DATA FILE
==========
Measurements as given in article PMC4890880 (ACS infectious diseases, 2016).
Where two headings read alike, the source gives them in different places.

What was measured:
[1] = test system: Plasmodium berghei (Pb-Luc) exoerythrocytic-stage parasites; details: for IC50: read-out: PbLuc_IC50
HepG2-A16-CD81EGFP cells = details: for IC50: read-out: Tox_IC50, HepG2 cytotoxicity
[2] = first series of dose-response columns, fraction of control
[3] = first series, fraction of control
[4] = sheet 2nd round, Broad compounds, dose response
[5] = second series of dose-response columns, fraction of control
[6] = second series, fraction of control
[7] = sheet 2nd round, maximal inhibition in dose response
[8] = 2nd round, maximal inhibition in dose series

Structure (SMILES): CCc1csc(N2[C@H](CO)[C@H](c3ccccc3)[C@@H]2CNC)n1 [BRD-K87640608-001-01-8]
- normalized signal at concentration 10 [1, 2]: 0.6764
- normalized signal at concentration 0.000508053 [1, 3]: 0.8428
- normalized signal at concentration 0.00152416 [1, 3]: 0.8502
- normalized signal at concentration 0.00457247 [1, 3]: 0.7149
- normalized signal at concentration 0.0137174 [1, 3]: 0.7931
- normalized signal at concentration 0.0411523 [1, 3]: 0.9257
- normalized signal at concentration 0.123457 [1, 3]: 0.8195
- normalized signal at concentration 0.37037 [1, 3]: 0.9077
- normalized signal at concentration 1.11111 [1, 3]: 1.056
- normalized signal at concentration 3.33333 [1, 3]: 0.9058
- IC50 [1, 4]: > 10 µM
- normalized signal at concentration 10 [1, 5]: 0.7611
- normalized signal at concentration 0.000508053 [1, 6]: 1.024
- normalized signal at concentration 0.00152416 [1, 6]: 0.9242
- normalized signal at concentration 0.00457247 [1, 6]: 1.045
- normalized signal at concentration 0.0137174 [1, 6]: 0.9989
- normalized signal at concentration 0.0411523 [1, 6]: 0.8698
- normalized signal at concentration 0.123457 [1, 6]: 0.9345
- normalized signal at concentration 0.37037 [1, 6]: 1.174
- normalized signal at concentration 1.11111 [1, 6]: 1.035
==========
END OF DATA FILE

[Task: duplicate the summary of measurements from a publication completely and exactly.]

Measurements as given in article PMC4890880 (ACS infectious diseases, 2016).
Where two headings read alike, the source gives them in different places.

What was measured:
[1] = test system: Plasmodium berghei (Pb-Luc) exoerythrocytic-stage parasites; details: for IC50: read-out: PbLuc_IC50
HepG2-A16-CD81EGFP cells = details: for IC50: read-out: Tox_IC50, HepG2 cytotoxicity
[2] = first series of dose-response columns, fraction of control
[3] = first series, fraction of control
[4] = sheet 2nd round, Broad compounds, dose response
[5] = second series of dose-response columns, fraction of control
[6] = second series, fraction of control
[7] = sheet 2nd round, maximal inhibition in dose response
[8] = 2nd round, maximal inhibition in dose series

Structure (SMILES): CCc1csc(N2[C@H](CO)[C@H](c3ccccc3)[C@@H]2CNC)n1 [BRD-K87640608-001-01-8]
- normalized signal at concentration 10 [1, 2]: 0.6764
- normalized signal at concentration 0.000508053 [1, 3]: 0.8428
- normalized signal at concentration 0.00152416 [1, 3]: 0.8502
- normalized signal at concentration 0.00457247 [1, 3]: 0.7149
- normalized signal at concentration 0.0137174 [1, 3]: 0.7931
- normalized signal at concentration 0.0411523 [1, 3]: 0.9257
- normalized signal at concentration 0.123457 [1, 3]: 0.8195
- normalized signal at concentration 0.37037 [1, 3]: 0.9077
- normalized signal at concentration 1.11111 [1, 3]: 1.056
- normalized signal at concentration 3.33333 [1, 3]: 0.9058
- IC50 [1, 4]: > 10 µM
- normalized signal at concentration 10 [1, 5]: 0.7611
- normalized signal at concentration 0.000508053 [1, 6]: 1.024
- normalized signal at concentration 0.00152416 [1, 6]: 0.9242
- normalized signal at concentration 0.00457247 [1, 6]: 1.045
- normalized signal at concentration 0.0137174 [1, 6]: 0.9989
- normalized signal at concentration 0.0411523 [1, 6]: 0.8698
- normalized signal at concentration 0.123457 [1, 6]: 0.9345
- normalized signal at concentration 0.37037 [1, 6]: 1.174
- normalized signal at concentration 1.11111 [1, 6]: 1.035